Week of Feb 28 – Mar 6

London USDR Across the Pond

By Steve Parkhurst, Senior Editor, USDR.

Looking at the news and opinion out of London each day.


Behind a smokescreen of bogus patriotism, ideologically driven cuts to the NHS and all our public services are unpicking the bonds of nationhood


Theresa May was right to go to Scotland this week – but she can’t ignore Northern Ireland for ever

The fall of the power-sharing executive in Northern Ireland was not the direct result of the Brexit vote, but the strain it put on the Union didn’t help

After court cases and footage of its angry boss, the minicab app is losing its shine


We must be ever vigilant of the Left’s insidious domination of our institutions

It is a cliché to speak of “political correctness gone mad”. But it is much more serious when it goes institutional. This week, a report (“Lackademia” by Noah Carl) from the libertarian Adam Smith Institute argued that British universities are largely staffed by the Left.

It’s time to prepare for a second Scottish referendum

Nicola Sturgeon’s case for a second referendum is becoming unanswerable

Jeremy Corbyn has no clue how to help the NHS. That’s why the public wants him nowhere near it

No rally happens these days in Britain without the leader of the Opposition trying to get in on the act. Thousands are marching to Parliament Square this afternoon, where they will listen to Jeremy Corbyn denounce the Conservative Government’s management of the NHS.

The real reason Nigel Farage hates Douglas Carswell

It’s not just about a knighthood. It’s about a real anti-establishment man and a fake one


US Secretary of State Rex Tillerson snubs UN request for climate change meeting

Patricia Espinosa says it would be ‘very bad’ if the US was to stop trying to reduce global warming

Labour leapt into Brexit’s fires – and now the party is burning

The party’s supporters voted two to one to remain, so why does Jeremy Corbyn kowtow to the leavers?

Brown let talk of a general election run out of control. Is Sturgeon doing the same with a second independence referendum?

Whatever Scotland’s first Minister decides to do, events seem to be creating their own momentum.

The Guardian view on Philip Hammond: more honesty is needed about budget pain to come

The chancellor cannot pretend that the next round of austerity is simply an accounting exercise. Lives are at stake


The Lords are entitled to amend the Brexit Bill – or to try to. But not to dig in to delay it.

What took place yesterday looks less like peers hunkering down for a fight than preparing, after a show of defiance, to run up the white flag.

At last, Owen Jones realises that Jeremy Corbyn’s time is up. But will the Labour leader listen?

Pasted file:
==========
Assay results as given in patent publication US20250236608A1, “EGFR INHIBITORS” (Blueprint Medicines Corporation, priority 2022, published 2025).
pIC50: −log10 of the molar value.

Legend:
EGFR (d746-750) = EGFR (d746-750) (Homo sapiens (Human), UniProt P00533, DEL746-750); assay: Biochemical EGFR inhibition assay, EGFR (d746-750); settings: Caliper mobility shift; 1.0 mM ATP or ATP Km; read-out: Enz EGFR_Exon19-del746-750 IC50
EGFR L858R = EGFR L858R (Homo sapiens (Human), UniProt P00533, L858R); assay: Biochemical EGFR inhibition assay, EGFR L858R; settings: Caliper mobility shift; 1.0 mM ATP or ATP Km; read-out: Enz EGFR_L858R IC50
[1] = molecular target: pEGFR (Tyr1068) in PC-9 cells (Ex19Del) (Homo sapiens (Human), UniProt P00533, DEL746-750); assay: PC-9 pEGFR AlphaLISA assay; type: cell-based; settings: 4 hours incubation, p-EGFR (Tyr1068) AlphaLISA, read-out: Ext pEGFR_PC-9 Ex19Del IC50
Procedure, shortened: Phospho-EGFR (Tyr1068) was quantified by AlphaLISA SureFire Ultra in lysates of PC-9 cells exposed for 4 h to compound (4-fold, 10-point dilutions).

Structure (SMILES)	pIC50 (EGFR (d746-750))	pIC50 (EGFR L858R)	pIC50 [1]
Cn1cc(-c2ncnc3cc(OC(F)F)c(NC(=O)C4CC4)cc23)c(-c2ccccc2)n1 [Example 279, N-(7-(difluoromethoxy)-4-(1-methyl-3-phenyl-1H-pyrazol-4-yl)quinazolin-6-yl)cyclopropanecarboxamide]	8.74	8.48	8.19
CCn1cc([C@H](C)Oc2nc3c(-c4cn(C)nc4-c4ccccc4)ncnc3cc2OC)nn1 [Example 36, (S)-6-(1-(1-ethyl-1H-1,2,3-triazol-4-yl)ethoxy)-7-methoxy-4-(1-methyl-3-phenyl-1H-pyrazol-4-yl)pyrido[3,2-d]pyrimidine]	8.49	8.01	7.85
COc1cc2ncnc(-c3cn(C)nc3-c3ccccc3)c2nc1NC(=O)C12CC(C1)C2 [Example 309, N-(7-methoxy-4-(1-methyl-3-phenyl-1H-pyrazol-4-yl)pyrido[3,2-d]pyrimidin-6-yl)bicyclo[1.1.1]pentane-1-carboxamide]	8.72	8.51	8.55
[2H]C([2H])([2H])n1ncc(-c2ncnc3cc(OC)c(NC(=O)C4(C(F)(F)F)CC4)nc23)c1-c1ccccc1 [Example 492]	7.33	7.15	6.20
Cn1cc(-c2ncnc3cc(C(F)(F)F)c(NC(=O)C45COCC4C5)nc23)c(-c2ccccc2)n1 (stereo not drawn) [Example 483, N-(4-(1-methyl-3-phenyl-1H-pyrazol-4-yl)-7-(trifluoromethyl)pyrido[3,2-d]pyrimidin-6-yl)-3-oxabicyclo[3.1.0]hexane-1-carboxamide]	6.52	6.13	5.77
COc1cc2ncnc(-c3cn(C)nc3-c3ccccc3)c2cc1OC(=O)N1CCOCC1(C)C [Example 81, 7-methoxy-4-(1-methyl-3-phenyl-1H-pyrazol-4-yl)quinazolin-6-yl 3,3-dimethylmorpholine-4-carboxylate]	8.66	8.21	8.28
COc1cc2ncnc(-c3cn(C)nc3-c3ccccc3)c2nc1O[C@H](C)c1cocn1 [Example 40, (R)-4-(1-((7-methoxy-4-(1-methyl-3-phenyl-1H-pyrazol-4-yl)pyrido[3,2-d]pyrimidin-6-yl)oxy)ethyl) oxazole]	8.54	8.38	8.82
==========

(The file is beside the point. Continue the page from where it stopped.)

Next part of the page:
If you want an understanding of just how desperate Labour’s situation currently is, consider this: Owen Jones is turning out to be the voice of reason.

Shop prices down again, disposable income up

Yesterday the BRC published its latest shop prices index. Over the last year prices are down by 1%. This is a smaller fall than recent figures, but shows there is still fierce competition on the High Street and on the internet, with the overall balance of prices under good control.


The Telegraph becomes the Faragegraph

The paper offers him publicity, and he is a perfect fit for its developing worldview.

Juncker has “four or five scenarios” in mind for EU integration after Brexit

Belgian daily Le Soir has obtained information about the broad thrust of European Commission President Jean-Claude Juncker’s revamped proposals for EU integration after Brexit. What to make of them?


Conservative MPs are not up for the challenge of reducing public spending growth

Hammond was right to postpone the date by which he aims to achieve a balanced budget. But whether or not Tory MPs really have the appetite for one is doubtful.

Theresa May’s new third way

The Prime Minister is trying to steer a path between globalism and nationalism

What is professionalism?

It is sometimes said there are only two professions, the law and medicine. By this people have meant that these two skills or arts require long study of the past corpus of knowledge, stiff professional exams, continuous professional development once qualified, and supervision by a professional regulatory body.

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Across The Pond is edited daily by Steve Parkhurst. Steve is a political consultant, a writer at his blog as well as a Senior Editor here at US Daily Review. Follow Steve on Twitter @SteveParkhurst

All opinions expressed on USDR are those of the author and not necessarily those of US Daily Review.